• San Francisco experimental band Negativland have made a career of exploring the fair use of copyrighted material (read: getting sued). In an effort to confuse consumers, Negativland released a single titled “U2” at the same time the band U2 released Achtung Baby. The Negativland single contained a song titled, “I Still Haven’t Found What I’m Looking For,” which features a recording of a profanity-riddled rant by Casey Kasem where he speaks of U2, “These guys are from England and who gives a shit.” Island Records, U2’s label, promptly sued. Negativland later published the book, Fair Use: The Story of the Letter U and the Numeral 2, which details the U2 lawsuit (including copies of legal documents and correspondence). The book caused Negativland’s own label, SST, to sue them for making public financial information and the treatment of the band under SST. Negativland was consequently dropped from the label.
  • Tired of the predictability of paints, Otto Muehl began creating and filming “actions” with fellow artists (who came to be known as the Vienna Actionists). In 1969 Meuhl made “Oh Sensibility,” an film in which the actionists kill and copulate with a goose.

Epic in their emptiness, violently void of sublimity, succès de scandale, ironically hip, vitriolic and vulgar, neoteric, these advances into new territories, however novel, were bound in defense of the movement’s gestalt.

In 1960, Piero Manzoni, writing of his Line drawings (long lines drawn on paper, rolled and stored in canisters, displayed as such in the gallery — non-visible art that requires thinking above the act of seeing), said:

The line develops in length uniquely, to the infinite. Its only dimension is time. It goes without saying that a line is neither a horizon nor a symbol and its value is not linked to the fact that it is more or less beautiful, but rather to the fact that it is a line, that it exists, like a work which counts for what it is and not for its beauty or for what it evokes. But in this case the surface only retains its value as a vehicle.

For the generation that was the first audience to this new conceptualism there was undoubtedly shock. For the viewer, there was the novelty of being shocked, but there was tangible value in the entire process of experiencing conceptual art. Confronting the unfamiliarity of the idea, the reaction to that confrontation, and reconciling the experiencing of the idea with one’s everyday life. Perhaps that value has diminished relative to the new experiences of the day? Certainly, the novelty of conceptualism has worn off.

Those of us living in the post-conceptual age seem to carry a kind-of built in preemptive defense against a (mostly imaginary) “jokes-on-you” malevolence that is suspected to be part of art. Almost as if in taking a minute to consider a piece of conceptual art one runs the risk of, in a Kutcherian sense, being Punk’d. As a defense, then, we — as descendants of the conceptualists — usually race to be first in dismissing abstraction. The immediate nexting sensation, a manifestation of our chatroulette mores, often overrides our attention span.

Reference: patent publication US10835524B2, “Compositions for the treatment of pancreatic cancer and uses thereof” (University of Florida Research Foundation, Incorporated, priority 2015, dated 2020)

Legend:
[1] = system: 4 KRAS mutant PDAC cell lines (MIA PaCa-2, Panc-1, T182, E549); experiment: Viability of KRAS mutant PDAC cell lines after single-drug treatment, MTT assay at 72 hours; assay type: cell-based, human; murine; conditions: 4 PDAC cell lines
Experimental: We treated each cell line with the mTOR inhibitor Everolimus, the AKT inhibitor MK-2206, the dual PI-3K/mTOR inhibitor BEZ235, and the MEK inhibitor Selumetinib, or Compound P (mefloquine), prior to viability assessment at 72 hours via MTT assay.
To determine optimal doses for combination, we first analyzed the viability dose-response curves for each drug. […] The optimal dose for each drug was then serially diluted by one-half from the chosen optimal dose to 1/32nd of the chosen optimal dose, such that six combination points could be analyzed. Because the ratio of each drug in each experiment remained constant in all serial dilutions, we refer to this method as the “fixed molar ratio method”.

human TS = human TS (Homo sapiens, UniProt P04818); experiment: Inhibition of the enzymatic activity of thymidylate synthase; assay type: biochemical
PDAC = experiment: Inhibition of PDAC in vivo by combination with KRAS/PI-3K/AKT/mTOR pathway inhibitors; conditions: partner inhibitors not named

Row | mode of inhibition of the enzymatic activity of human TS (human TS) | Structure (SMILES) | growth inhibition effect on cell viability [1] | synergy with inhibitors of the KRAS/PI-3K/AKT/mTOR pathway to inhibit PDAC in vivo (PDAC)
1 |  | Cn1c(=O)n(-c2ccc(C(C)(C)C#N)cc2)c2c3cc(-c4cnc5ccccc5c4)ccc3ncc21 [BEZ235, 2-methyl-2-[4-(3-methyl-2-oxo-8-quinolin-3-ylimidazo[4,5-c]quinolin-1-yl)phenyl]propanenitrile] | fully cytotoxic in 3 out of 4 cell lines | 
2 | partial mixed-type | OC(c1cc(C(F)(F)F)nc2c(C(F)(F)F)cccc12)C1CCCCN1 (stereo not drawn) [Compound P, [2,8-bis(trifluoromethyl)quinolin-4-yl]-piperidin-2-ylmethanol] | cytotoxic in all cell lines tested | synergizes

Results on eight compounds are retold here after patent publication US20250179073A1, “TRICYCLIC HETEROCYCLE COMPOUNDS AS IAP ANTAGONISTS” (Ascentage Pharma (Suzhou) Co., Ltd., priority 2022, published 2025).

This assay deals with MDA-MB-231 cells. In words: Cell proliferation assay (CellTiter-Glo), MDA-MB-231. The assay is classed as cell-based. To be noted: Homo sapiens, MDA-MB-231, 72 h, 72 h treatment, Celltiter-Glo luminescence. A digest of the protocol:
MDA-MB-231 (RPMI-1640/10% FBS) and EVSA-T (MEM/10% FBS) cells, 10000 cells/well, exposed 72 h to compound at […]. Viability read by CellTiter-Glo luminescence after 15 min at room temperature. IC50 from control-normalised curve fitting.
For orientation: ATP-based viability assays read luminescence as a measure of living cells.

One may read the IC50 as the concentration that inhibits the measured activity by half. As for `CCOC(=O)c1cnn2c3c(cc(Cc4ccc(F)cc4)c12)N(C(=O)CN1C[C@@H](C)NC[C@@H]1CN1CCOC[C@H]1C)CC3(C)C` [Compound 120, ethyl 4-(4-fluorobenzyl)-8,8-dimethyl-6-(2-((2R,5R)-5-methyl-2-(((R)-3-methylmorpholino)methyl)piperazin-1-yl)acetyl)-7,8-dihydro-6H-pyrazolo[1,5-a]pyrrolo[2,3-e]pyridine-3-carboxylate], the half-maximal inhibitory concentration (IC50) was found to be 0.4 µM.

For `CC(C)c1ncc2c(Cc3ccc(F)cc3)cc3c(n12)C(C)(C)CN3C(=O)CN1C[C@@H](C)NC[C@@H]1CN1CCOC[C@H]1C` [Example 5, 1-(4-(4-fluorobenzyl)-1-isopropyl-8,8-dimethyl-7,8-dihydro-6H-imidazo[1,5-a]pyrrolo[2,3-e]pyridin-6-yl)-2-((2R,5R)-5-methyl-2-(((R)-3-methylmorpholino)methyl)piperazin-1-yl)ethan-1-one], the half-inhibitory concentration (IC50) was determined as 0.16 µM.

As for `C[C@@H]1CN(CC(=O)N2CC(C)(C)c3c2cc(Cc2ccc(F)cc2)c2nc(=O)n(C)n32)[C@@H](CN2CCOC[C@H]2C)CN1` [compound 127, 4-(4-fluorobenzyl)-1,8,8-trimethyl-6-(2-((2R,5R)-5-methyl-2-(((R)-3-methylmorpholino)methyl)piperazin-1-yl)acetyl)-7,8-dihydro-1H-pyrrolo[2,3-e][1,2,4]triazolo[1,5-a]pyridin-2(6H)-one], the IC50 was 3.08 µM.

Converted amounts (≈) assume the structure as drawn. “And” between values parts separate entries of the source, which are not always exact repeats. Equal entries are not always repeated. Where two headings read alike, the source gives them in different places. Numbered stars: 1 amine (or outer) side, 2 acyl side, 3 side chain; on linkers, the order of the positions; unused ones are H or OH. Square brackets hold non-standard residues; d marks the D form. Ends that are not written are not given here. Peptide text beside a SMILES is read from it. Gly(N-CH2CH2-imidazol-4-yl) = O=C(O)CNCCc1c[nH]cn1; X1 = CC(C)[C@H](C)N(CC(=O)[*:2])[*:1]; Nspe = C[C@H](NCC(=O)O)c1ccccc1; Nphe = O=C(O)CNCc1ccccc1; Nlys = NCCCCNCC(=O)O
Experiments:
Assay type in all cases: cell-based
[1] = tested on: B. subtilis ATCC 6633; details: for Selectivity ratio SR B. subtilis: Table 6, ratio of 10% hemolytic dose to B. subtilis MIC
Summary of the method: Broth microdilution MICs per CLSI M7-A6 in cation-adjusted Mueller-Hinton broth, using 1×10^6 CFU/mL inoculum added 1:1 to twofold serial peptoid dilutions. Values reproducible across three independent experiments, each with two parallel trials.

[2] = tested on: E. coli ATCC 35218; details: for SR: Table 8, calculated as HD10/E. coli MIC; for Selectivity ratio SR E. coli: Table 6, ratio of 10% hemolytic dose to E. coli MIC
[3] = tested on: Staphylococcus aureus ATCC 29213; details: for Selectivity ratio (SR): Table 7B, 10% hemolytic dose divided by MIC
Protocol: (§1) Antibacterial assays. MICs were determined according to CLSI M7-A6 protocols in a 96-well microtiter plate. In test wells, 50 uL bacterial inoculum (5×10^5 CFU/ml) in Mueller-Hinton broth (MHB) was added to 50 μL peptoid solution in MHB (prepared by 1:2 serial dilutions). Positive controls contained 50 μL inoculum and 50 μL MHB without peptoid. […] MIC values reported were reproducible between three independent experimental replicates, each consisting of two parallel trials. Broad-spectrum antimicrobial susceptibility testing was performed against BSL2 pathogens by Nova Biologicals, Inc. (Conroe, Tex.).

We’ve been provoked, shocked, mocked, disregarded and, all things considered, seem less interested in, well… all of it. It’s painting with a wide brush, but I think a fair generalization to say that people are less interested today than they’ve ever been; ours is the age of overstimulation. We are disengaged, contemptuous and, in reaction, buttoning down. We are exposed to more shocking images than ever before, and at the same time becoming more conventional in our tastes. Popular culture finds entertainment in the prurient interest in sex and violence, as well as the overwhelming foolishness of reality television. There’s little that we aren’t exposed to in our daily lives, we have it all, constantly refreshed. We’re witness to the most violent, most sexual, most hedonistic, most criminal behavior. At the same time, our prurience is tempered with a puritan judgment and moral conservatism.

There is a mechanism built into our media, information and entertainment industries that persist we qualify our sympathy and reserve it for “respectful” people. As a result, the class of people we don’t respect (“cheats,” “junkies,” “criminals,” “illegals,” “terrorists”) end up on the underside of opportunity and power, and we end up treating them less like humans as we see them in a class different than ourselves. Naturally, the repetitiveness of these experiences allow us to become calloused to these people whom we’ve begun to think less of, making us unsympathetic, vengeful, and less humane.

As an experiment, pay attention to how much you, and those around you, revel in the activities of other. And then pay attention to how you criticize those same people for the activities you reveled in. It’s a disheartening cycle, and once you’re aware of it, you find it everywhere.

Ubi sunt qui ante nos fuerunt?

Marx pragmatically said, “Being defines consciousness,” and while we are a culture of limitless access, we are also a culture defined by our activities. What one does for a living shapes one’s life, and pragmatically, a quarter of our daily life is spent working, another quarter sleeping, and the other half is devoted to eating, shopping, television, texting, facebooking, etc.

There is little or no art that challenges us in our daily lives. For evidence of this we only need to look at what’s around us: what we get fed on twitter, re-tweet, link, email, see on facebook, read in newspapers, magazines, blogs and books. Through our cultural conditioning as conceptualism’s brood, and our disheartening lifestyle of intolerant humanity, we rarely exercise our ability to think critically. As a consumer-based system, the entertainment industry rewards that which endorses the system, and so the most popular art is that which is void of content. As consumers we are more likely to consumer more if that which we consume has a short shelf life.